NavmeshCut Performance

So I have around 100 moving creatures at the moment in a scene with a NavmeshCut component,

I have the tile handler set to update once a second currently, although I’d probably prefer that to be higher. When this runs the framerate drops from 60+ down to 20-30 for that frame. I’m a bit concerned about the dropped frames for it, especially on a slower computer than mine. Is there anything I can do to improve this? Am I going the wrong route trying to have many NavmeshCut’s?

You can try to reduce the size of the recast tiles. That can help if it means a lower number of triangles have to be updated (if a tile has to be updated, all triangles in that tile have to be updated).
You can try to increase the ‘update distance’ for all navmesh cuts but lower the ‘updateInterval’ on the TileHandlerHelper. Hopefully it will then only update a few tiles per frame (when an update happens) instead of most tiles. I.e the tile updates will be more spread out.

Also using a rectangle instead of a circle will be marginally faster I think.

I thought the benefit of using a NavmeshCut instead of just updating the graph was that it only updates the changed area, instead of having to rebuild the whole tile? Did I misunderstand that?

Hmm that makes sense for spreading it out, I’m guessing a higher interval means a higher cost if it moves between several tiles during that update.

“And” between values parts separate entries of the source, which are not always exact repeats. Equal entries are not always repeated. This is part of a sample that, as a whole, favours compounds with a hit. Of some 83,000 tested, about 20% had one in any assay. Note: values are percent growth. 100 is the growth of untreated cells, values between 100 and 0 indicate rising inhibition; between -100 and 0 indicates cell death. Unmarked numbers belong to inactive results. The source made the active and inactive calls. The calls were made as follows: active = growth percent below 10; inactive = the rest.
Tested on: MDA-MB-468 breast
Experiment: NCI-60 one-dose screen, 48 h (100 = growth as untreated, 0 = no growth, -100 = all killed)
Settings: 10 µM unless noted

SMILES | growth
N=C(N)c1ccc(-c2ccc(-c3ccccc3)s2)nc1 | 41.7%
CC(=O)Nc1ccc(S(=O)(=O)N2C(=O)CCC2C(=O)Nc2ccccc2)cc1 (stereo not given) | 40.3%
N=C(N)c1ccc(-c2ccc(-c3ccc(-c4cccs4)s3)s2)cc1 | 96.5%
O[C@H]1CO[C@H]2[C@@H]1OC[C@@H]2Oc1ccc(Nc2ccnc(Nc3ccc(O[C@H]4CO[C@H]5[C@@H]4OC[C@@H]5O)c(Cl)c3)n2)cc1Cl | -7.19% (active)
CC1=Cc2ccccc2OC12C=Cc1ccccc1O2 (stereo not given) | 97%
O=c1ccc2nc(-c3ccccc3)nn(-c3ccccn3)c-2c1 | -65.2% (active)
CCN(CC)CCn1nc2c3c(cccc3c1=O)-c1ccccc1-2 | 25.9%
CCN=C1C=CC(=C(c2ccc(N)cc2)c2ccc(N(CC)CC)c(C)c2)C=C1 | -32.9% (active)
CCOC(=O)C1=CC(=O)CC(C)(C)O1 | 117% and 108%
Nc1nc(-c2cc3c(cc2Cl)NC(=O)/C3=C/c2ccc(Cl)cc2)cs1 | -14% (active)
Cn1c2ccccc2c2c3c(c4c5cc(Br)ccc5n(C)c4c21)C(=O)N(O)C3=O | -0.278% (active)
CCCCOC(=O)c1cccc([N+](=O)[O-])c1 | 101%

Unrelated to this, but if the tile handler component is added after the navmesh cut components, then they don’t update the navmesh. Is that intentional? In my case, since I need to scan the navmesh after everything is loaded in, and the tile handler component throws an error if its added before the navmesh is scanned, it caused some issues for me. I had to reorder how I was loading some things, which I’d prefer not to if there’s another way to handle it.

Ok, so rebuild was maybe a bad word choice on my part. It has to go through all the triangles in the affected tiles and cut them up using the NavmeshCut components.

It doesn’t matter much how far they have moved. The only thing that matters is that if a navmesh cut has moved more than ‘updateDistance’ units it will mark the tiles it was in previously as dirty as well as the new tiles it is in now. Then those tiles will be updated. If you have a single tile with 10 navmesh cuts in it, the cost is the same if one of them moves as if all of them move (assuming they don’t have to mark any other tiles as dirty).

Yeah I suppose that’s what happens now. It’s not optimal I agree.

So I decreased tile size to 64, increased update rate to 20 times per second, and increased distance to 1. I also changed them to rectangles. That made my framerate worse, did I not use good numbers?

Hard to say.
There are a lot of things that impact how long it takes. Really the only thing I can suggest it to continue trying to tweak the numbers.

Well, do you know what kind of performance I should expect? So I’m not tweaking to something that’s impossible.

100 continuously moving navmesh cuts is a bit on the high side I would say.
Could you try something like only enabling the navmesh cuts for creatures that are close to any pathfinding agent (e.g the player) and disable them otherwise?

I intend to do something like that eventually, but the problem is that this is a multiplayer open world game. Potentially all AI could be visible to at least one player. And I intend to have around 500 AI in a scene. So I might just have to deal with having AI able to walk through other AI.


Could you use local avoidance for the creatures instead? (hard to say if this would be applicable without knowing the specifics about the game).